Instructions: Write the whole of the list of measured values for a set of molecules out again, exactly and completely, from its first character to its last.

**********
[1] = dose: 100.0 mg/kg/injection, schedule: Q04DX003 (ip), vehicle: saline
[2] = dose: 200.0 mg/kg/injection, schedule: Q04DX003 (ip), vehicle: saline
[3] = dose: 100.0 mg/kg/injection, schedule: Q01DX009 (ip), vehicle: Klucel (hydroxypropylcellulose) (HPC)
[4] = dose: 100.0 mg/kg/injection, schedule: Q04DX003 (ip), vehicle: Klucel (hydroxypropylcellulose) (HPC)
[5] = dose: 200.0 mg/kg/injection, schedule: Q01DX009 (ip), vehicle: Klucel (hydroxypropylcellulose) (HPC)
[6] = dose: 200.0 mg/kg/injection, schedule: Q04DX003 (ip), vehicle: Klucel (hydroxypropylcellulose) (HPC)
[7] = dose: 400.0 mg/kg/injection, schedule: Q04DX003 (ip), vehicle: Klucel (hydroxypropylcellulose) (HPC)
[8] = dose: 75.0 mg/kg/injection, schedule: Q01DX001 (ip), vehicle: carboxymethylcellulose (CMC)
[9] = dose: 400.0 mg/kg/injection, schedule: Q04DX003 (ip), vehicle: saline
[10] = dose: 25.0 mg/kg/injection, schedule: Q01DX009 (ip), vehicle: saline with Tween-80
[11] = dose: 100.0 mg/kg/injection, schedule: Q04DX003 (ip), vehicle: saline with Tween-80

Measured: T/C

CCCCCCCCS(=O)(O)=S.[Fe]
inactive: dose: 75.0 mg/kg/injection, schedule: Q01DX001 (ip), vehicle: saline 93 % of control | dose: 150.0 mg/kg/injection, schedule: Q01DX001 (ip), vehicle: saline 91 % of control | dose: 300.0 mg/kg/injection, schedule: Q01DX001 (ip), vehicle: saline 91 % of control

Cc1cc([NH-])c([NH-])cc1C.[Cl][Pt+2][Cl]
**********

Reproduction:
[1] = dose: 100.0 mg/kg/injection, schedule: Q04DX003 (ip), vehicle: saline
[2] = dose: 200.0 mg/kg/injection, schedule: Q04DX003 (ip), vehicle: saline
[3] = dose: 100.0 mg/kg/injection, schedule: Q01DX009 (ip), vehicle: Klucel (hydroxypropylcellulose) (HPC)
[4] = dose: 100.0 mg/kg/injection, schedule: Q04DX003 (ip), vehicle: Klucel (hydroxypropylcellulose) (HPC)
[5] = dose: 200.0 mg/kg/injection, schedule: Q01DX009 (ip), vehicle: Klucel (hydroxypropylcellulose) (HPC)
[6] = dose: 200.0 mg/kg/injection, schedule: Q04DX003 (ip), vehicle: Klucel (hydroxypropylcellulose) (HPC)
[7] = dose: 400.0 mg/kg/injection, schedule: Q04DX003 (ip), vehicle: Klucel (hydroxypropylcellulose) (HPC)
[8] = dose: 75.0 mg/kg/injection, schedule: Q01DX001 (ip), vehicle: carboxymethylcellulose (CMC)
[9] = dose: 400.0 mg/kg/injection, schedule: Q04DX003 (ip), vehicle: saline
[10] = dose: 25.0 mg/kg/injection, schedule: Q01DX009 (ip), vehicle: saline with Tween-80
[11] = dose: 100.0 mg/kg/injection, schedule: Q04DX003 (ip), vehicle: saline with Tween-80

Measured: T/C

CCCCCCCCS(=O)(O)=S.[Fe]
inactive: dose: 75.0 mg/kg/injection, schedule: Q01DX001 (ip), vehicle: saline 93 % of control | dose: 150.0 mg/kg/injection, schedule: Q01DX001 (ip), vehicle: saline 91 % of control | dose: 300.0 mg/kg/injection, schedule: Q01DX001 (ip), vehicle: saline 91 % of control

Cc1cc([NH-])c([NH-])cc1C.[Cl][Pt+2][Cl]